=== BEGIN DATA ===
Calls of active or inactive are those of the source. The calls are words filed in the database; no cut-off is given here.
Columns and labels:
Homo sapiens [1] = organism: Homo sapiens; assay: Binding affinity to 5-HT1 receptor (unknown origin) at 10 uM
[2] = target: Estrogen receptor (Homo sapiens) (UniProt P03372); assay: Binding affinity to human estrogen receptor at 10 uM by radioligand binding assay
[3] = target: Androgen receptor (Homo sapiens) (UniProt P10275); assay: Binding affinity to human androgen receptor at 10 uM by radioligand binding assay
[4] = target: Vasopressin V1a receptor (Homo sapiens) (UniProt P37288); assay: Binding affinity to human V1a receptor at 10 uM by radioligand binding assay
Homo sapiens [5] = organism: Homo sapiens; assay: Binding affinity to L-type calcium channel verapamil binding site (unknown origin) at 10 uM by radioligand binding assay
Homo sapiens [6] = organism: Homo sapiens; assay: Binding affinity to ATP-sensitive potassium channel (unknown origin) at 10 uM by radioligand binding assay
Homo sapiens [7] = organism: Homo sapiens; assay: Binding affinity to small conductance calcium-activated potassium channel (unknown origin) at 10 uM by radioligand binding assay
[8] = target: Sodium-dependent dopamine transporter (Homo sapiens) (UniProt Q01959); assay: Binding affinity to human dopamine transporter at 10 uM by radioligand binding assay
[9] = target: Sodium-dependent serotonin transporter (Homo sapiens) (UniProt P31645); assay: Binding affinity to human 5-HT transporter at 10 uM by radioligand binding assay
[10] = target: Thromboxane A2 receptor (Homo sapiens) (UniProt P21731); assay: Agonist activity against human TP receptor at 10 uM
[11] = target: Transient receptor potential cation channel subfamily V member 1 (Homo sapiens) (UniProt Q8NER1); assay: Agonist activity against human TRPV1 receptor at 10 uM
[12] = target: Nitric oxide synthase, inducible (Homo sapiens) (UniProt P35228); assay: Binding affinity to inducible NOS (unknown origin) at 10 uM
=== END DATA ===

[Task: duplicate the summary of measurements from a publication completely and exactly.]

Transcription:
Calls of active or inactive are those of the source. The calls are words filed in the database; no cut-off is given here.
Columns and labels:
Homo sapiens [1] = organism: Homo sapiens; assay: Binding affinity to 5-HT1 receptor (unknown origin) at 10 uM
[2] = target: Estrogen receptor (Homo sapiens) (UniProt P03372); assay: Binding affinity to human estrogen receptor at 10 uM by radioligand binding assay
[3] = target: Androgen receptor (Homo sapiens) (UniProt P10275); assay: Binding affinity to human androgen receptor at 10 uM by radioligand binding assay
[4] = target: Vasopressin V1a receptor (Homo sapiens) (UniProt P37288); assay: Binding affinity to human V1a receptor at 10 uM by radioligand binding assay
Homo sapiens [5] = organism: Homo sapiens; assay: Binding affinity to L-type calcium channel verapamil binding site (unknown origin) at 10 uM by radioligand binding assay
Homo sapiens [6] = organism: Homo sapiens; assay: Binding affinity to ATP-sensitive potassium channel (unknown origin) at 10 uM by radioligand binding assay
Homo sapiens [7] = organism: Homo sapiens; assay: Binding affinity to small conductance calcium-activated potassium channel (unknown origin) at 10 uM by radioligand binding assay
[8] = target: Sodium-dependent dopamine transporter (Homo sapiens) (UniProt Q01959); assay: Binding affinity to human dopamine transporter at 10 uM by radioligand binding assay
[9] = target: Sodium-dependent serotonin transporter (Homo sapiens) (UniProt P31645); assay: Binding affinity to human 5-HT transporter at 10 uM by radioligand binding assay
[10] = target: Thromboxane A2 receptor (Homo sapiens) (UniProt P21731); assay: Agonist activity against human TP receptor at 10 uM
[11] = target: Transient receptor potential cation channel subfamily V member 1 (Homo sapiens) (UniProt Q8NER1); assay: Agonist activity against human TRPV1 receptor at 10 uM
[12] = target: Nitric oxide synthase, inducible (Homo sapiens) (UniProt P35228); assay: Binding affinity to inducible NOS (unknown origin) at 10 uM